Pandora and Spotify have reigned over the online music streaming scene for a long, but it seems that the big boys have finally turned their attention to the niche. Xbox Music, iTunes Radio, Google Play Music All Access and Twitter’s #Music all came out in quick succession. While none of these services are perfect for now, the teams behind them are constantly striving for improvement. With the big Windows 8.1 reveal, Microsoft did not forget to throw some attention the way of Xbox Music. As can be expected after the announcement of iTunes Radio, the changes in Xbox Music have a lot to do with the service’s free radio stations. You can now influence the radio’s song selection by picking music that is already in your personal collection, and initiating a radio station from there. That is not all, however; the app also features a revamped interface, and better syncing of collection and playlists.
Pretty much like the Store app, Xbox Music in Windows 8.1 no longer makes users scroll long distances horizontally; everything is more compact, and is divided into neat tabs. These sections can be accessed via the bar provided at the left of the screen. Songs saved locally on your computer appear in the ‘Collection’ section, and this area also has the ability to pull music from the cloud. In fact, thanks to the new, cleaner Collection offered by Xbox Music, users can now listen to the music they have on their other Windows 8 devices, Windows Phone and SkyDrive. Managing playlists using multiple devices has become a lot easier in Windows 8.1 as well, because the Xbox Music app syncs them with your account in real-time.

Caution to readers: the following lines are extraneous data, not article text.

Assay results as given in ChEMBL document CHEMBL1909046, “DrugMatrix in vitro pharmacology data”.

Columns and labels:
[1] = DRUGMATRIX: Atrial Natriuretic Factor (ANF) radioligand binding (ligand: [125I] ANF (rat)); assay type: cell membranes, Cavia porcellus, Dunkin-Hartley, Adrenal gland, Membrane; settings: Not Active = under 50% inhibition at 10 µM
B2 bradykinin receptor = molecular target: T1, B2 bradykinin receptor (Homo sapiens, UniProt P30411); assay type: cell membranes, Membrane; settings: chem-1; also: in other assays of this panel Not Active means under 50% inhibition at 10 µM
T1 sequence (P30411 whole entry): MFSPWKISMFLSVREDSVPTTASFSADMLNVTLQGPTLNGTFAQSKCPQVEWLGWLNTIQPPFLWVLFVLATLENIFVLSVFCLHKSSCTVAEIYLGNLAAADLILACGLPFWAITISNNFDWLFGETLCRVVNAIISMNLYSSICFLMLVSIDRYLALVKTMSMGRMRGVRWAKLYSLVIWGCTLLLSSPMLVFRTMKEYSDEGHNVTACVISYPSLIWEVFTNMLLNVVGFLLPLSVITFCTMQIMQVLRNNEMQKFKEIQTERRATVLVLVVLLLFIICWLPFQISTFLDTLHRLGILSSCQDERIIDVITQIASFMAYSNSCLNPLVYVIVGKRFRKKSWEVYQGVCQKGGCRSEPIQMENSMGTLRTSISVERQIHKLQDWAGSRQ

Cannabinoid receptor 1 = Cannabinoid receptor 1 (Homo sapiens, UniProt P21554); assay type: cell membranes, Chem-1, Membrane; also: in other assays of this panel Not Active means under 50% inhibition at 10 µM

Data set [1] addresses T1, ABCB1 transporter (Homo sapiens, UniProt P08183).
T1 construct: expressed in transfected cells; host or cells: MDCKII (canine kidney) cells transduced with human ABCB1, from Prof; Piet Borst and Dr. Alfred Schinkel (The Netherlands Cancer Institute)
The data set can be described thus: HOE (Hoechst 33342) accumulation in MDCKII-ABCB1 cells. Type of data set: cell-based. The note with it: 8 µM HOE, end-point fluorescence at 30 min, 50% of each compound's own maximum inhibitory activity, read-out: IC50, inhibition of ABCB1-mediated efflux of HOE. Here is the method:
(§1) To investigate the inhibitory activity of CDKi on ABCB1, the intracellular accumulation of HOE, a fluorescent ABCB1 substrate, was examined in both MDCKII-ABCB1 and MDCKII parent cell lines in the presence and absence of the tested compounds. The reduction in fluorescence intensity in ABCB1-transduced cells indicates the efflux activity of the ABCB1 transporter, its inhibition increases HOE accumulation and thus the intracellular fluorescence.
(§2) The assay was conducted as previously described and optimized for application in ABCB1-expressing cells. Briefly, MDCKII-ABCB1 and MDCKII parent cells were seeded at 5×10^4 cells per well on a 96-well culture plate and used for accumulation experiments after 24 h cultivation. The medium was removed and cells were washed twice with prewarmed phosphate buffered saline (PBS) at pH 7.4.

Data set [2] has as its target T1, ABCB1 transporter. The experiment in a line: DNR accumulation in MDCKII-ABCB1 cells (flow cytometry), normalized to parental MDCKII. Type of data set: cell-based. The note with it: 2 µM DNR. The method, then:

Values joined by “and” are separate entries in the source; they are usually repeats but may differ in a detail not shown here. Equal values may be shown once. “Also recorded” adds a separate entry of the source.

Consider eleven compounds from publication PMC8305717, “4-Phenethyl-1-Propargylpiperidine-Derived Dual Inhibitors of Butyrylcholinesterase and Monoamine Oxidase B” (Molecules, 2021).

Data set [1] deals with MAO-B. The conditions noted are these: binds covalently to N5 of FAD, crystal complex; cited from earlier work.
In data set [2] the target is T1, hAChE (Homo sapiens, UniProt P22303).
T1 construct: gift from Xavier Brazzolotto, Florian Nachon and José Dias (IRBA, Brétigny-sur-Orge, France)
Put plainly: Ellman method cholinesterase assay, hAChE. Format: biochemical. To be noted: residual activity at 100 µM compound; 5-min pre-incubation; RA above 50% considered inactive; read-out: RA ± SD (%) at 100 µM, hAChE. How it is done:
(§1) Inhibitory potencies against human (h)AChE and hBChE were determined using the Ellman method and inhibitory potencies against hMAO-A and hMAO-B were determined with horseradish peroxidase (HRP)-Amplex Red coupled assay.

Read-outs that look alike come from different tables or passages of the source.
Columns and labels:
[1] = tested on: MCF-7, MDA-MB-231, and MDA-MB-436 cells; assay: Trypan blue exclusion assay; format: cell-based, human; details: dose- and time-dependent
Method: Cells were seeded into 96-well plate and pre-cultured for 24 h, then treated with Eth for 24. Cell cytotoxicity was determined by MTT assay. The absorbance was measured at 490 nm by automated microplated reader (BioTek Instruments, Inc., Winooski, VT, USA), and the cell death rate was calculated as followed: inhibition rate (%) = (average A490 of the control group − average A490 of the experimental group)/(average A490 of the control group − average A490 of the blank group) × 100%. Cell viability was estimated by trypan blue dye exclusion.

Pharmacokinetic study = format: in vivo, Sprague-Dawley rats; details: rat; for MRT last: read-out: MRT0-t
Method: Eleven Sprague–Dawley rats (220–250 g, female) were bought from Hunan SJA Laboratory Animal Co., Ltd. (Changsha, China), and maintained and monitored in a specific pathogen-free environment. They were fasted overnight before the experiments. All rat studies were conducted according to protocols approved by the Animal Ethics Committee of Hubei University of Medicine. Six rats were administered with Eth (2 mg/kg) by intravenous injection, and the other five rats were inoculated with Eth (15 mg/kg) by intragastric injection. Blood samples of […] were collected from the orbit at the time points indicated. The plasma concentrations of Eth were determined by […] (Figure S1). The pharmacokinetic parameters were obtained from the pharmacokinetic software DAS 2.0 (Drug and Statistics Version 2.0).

Xbox Music finally has a search button of its own, so you no longer have to rely solely on Windows 8’s universal search to find your favorite songs and artists. Anyone who is looking to casually browse through the app can go to the ‘Explore’ section to discover new artists and albums.
To start listening to a radio station, you can either pick a song from your personal collection, or go to the app’s Radio station and start playback directly from there. In the first scenario, the radio button can be found in the song’s dedicated menu. The resulting radio station wouldn’t just have songs from the artists you selected, but also similar tracks from other artists. To see music controls, right-click anywhere on the screen.
Xbox Music’s Radio service is free, though if you don’t have a premium account, a few ads occasionally show up during playback. Microsoft has claimed that the current version of the app has less than half of the features that will come out in the final release of Xbox Music with Windows 8.1 GA. If that turns out to be true, the service can really give any competitor a run for its money in the future.